Comparative analysis of TGF-ß isoform expression and pathway activation in thirteen different tumor types

A total of 16 tumor tissue arrays were analyzed for TGF-ß1 and -2 expression as well as for Smad2/3 phosphorylation, reflective of pathway activation. The raw data for the semiquantitative assessment of the staining of all arrays are provided in Suppl. Table 1. The subsequent evaluation of immunohistochemical staining results on an array-by-array basis is documented in detail in Suppl. Figure 2. Suppl. Figure 2 also provides accurate information on the number of patients and the histological tumor types contained on the individual arrays. Taken together, tissue samples from 1638 patients were analyzed in this study. The 16 arrays corresponded to 13 different tumor types. They comprised tumors of the male and female genital tract (breast, ovary and prostate cancer), tumors of the respiratory system (lung cancer and mesothelioma), gastrointestinal tumors (pancreatic, liver and colon cancer), squamous cell carcinomas (head and neck cancer), neuroectodermal tumors (malignant melanoma, brain tumors) and tumors of the lymphatic system (lymphoma and myeloma). For pancreatic cancer, brain cancer and lymphoma two arrays were evaluated, respectively.

To compare TGF-ß expression across the different arrays/tumor types we computed mean protein expression levels and percentages of positive tumors for the individual tumor types (Table 1). As for the percentages of immunoreactive tumors, we first calculated the percentage of patients that showed any, i.e. also low (staining score >0, % positive tumors), immunoreactivity. However, in most entities this score provided antigen immunoreactivity frequencies of about 90% and thus did not appear to reach optimal selectivity in terms of assessing expression differences in TGF-ß pathway proteins. We then calculated percentages of tumors that reached an expression score of >1 (% relevantly positive tumors) assuming that this score could add in more sharply delineating differences between the individual tumor entities.

To visualize differences between the arrays/tumor types, for each specific antigen the median value of an array (either expression level or percentage of immunoreactive tumors) was compared to the median value of this antigen across all tumor arrays. The median value for the individual array was then color-coded according to its deviation from the median value across all arrays and Table 1 formatted accordingly. To finally rank the arrays according to either % positive tumors (score >0), % relevantly positive tumors (score >1) or mean protein expression levels, we then calculated a combined score by summarizing the scores of all four (TGF-ß1, TGF-ß2(Acris), TGF-ß2(SC) and p-Smad2/3) immunohistochemical assays for each single tissue type. We assumed that this score might give a reasonable overall impression of the extent of TGF-ß signaling pathway-related protein expression in the individual tumor types (Table 1).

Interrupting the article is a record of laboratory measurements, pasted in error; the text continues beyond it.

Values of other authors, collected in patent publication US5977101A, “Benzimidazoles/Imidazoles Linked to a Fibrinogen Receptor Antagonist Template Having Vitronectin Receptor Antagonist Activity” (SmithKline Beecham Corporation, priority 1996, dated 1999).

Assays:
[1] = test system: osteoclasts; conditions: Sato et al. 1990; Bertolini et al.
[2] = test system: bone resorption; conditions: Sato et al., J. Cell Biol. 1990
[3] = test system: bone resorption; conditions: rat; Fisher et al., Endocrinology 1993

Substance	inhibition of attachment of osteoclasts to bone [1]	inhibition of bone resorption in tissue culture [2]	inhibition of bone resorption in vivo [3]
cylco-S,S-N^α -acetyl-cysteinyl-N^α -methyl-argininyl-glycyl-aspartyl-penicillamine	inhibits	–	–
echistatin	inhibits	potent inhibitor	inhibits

The different analyses produced widely overlapping results. Highest (or most widespread) TGF-ß pathway protein immunoreactivity was observed in breast cancer and mesothelioma. These two tumor types (in all comparisons) ranked in position 1 or 2. Other tumor entities with high TGF-ß pathway protein expression were ovary cancer, myeloma, lung cancer, lymphoma, pancreatic and head and neck cancer. Tumor entities that demonstrated comparably low TGF-ß pathway protein expression were melanomas, brain cancers and prostate cancers (Table 1).

Table 1: Comparative analysis of 16 tumor arrays (13 different tumor tissue types) in respect to TGF-ß isoform expression and pathway activation.

Color code for the single antigens and the summarized protein expression score: Median value of an individual tissue type around the median of all tissue types = white; expression more frequent/elevated in comparison to the median = shades of green, the higher, the darker; expression less frequent/decreased in comparison to the median = shades of red, the higher, the darker.

TGF-ß isoform expression and pathway activation in non-neoplastic tissues

To compare the expression of TGF-ß pathway proteins in non-neoplastic tissues in a comparable fashion, we evaluated the non-neoplastic tissues that were contained on some of the tumor arrays. To generate data from non-neoplastic tissues corresponding to all cancer types, we additionally stained the FDA normal organ tissue array (FDA808ci-1). This array contained 75 cores from 75 patients and comprised a variety of non-neoplastic tissues spotted in triplicates in their majority. The raw data for the semiquantitative assessment of staining of the non-neoplastic tissues are provided in Suppl. Table 1.

Table 2 visualizes the extent of expression of the different antigens in the different non-neoplastic tissue types. As described before, for each antigen mean protein expression levels of an individual non-neoplastic tissue type were compared to the median expression of this specific antigen over all non-neoplastic tissue types. Arrays were then ranked again according to a summarized score including the scores of all four immunohistochemical assays for each single tissue type (Table 2).

TGF-ß pathway protein expression appeared highest in liver tissue, followed by colon and pancreatic tissue. Thus, it seems that the gastrointestinal tract has particularly high TGF-ß expression already in a non-cancerous setting. Squamous epithelia from head and neck had the lowest basal TGF-ß expression. Other non-neoplastic tissue types with rather low TGF-ß pathway protein expression were brain tissue, prostate tissue, skin tissue, ovary tissue and breast tissue (Table 2).